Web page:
Why some Christians adore Kamala Harris, and others see her as a reason to vote Trump

The selection of Kamala Harris as running mate for Joe Biden, the Democratic Party presumptive nominee for President of the United States, will excite Christians – but in opposite directions.

Harris, the junior Senator from California, often uses religious, Christian language and identifies as black Baptist. Born of a Jamaican father and a mother from Chennai in India, her parents divorce at age seven meant that she grew up around black churches – according to a Yonat Shimron profile by the Religion News Service. “Her downstairs neighbour, Regina Shelton, often took Kamala and her sister Maya to Oakland’s 23rd Avenue Church of God in Oakland.”

That San Francisco church is a member of a denomination of about 230,000 members with “no creed but the Bible”. It shares the “Church of God” name, but not the beliefs of several pentecostal denominations.

According to CNN commentator and former White House advisor under President Obama, Joshua Dubois, Reverend Amos Brown confirmed Harris regularly attends his church – Third Baptist Church, San Francisco – and has done so for years.

“It’s shouting time! Dancing time! Working time. She’s the best of the [Martin Luther King Jr] and [Mahatma Gandhi] tradition – an activist, thinker and fighter,” Brown told Dubois.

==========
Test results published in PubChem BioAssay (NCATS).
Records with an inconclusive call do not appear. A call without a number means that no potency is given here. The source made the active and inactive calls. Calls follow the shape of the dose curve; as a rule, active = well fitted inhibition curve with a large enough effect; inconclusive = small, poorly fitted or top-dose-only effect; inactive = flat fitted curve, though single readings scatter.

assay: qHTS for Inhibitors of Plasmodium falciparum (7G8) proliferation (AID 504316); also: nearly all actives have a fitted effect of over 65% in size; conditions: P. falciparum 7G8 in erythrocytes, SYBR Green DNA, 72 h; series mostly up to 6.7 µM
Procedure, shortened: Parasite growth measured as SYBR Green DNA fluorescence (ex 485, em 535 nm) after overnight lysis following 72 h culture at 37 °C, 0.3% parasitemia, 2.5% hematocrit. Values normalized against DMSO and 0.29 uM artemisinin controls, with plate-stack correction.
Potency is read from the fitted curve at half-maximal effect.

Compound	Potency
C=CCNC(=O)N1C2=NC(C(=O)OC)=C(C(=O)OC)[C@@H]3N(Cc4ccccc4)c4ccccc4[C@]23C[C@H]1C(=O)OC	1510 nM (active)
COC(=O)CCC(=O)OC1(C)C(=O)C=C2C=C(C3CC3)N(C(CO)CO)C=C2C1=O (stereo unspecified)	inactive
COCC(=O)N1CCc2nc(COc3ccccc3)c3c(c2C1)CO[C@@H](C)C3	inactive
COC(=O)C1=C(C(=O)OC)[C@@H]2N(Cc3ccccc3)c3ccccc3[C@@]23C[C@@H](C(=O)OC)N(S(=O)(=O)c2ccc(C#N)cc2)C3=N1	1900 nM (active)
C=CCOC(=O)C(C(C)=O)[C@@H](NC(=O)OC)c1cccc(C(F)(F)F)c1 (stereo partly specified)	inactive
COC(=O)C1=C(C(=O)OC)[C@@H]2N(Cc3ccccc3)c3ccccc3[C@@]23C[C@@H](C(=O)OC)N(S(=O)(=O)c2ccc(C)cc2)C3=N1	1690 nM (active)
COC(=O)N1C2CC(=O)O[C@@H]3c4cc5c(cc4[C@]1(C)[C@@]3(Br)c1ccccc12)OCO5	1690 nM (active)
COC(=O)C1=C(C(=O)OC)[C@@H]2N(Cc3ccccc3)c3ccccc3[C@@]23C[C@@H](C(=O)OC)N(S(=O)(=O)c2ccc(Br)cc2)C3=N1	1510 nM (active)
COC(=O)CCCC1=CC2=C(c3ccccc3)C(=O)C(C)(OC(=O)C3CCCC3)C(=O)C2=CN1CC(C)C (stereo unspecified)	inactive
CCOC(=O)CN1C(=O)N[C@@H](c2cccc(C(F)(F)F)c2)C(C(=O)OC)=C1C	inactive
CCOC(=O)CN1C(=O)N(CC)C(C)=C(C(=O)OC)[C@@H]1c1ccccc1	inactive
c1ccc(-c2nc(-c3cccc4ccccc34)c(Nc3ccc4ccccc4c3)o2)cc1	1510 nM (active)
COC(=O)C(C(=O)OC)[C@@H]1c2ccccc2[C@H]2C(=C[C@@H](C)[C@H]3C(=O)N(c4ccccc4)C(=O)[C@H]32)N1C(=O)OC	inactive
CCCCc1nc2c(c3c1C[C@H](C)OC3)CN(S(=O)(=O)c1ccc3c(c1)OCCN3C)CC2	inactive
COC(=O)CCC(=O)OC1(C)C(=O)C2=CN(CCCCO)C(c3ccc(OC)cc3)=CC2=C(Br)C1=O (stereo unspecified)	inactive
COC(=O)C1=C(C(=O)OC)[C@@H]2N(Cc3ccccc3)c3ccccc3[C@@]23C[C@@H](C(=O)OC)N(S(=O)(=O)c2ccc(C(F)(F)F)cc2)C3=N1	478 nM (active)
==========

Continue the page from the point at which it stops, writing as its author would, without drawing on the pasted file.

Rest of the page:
In a 2017 speech at Atlanta’s Ebenezer church, which was once pastored by Martin Luther King Jr, Harris spoke about her faith. “You know, all the great prophets spoke about justice. And they spoke about justice in a particular way. They spoke about it with special attention to the Oppressed, the Weary, and the Weak.”

“And so I want to take as my text today Proverbs 31:9, which says: ‘Speak up for the poor and helpless, and see that they get justice …’

“Now, my background is that I was born in Oakland, California, among and in a place where people also spoke up in their fight for justice.

“My parents met when they were graduate students at the University of California, Berkeley and they were active in the Civil Rights Movement. So my sister and I joke we grew up surrounded by a bunch of adults who spent full time marching and shouting.

“The heroes of my youth were the leaders of the Civil Rights Movement.” – Kamala Harris

“And I grew up in Oakland, then, attending the 23rd Avenue Church of God, where we’d learn about caring for the least of these. And I sang in the choir about how faith combined with determination will always see us through difficult times.

“My mother was from India, so in addition she would take us to a Hindu temple, to see that all faiths teach us to pursue justice.

“And growing up, the heroes of my youth were the leaders of the Civil Rights Movement.”

Yonat Shimron writes that during Harris’ run for the Democratic presidential nomination she often cited the Good Samaritan parable. “Neighbour is not about having the same ZIP code,” Harris said at a Poor People’s Campaign forum last year. “What we learn about in that parable is that neighbour is someone you are walking by on the street … Neighbour is about understanding and living in service of others — that we are all each other’s brothers and sisters.”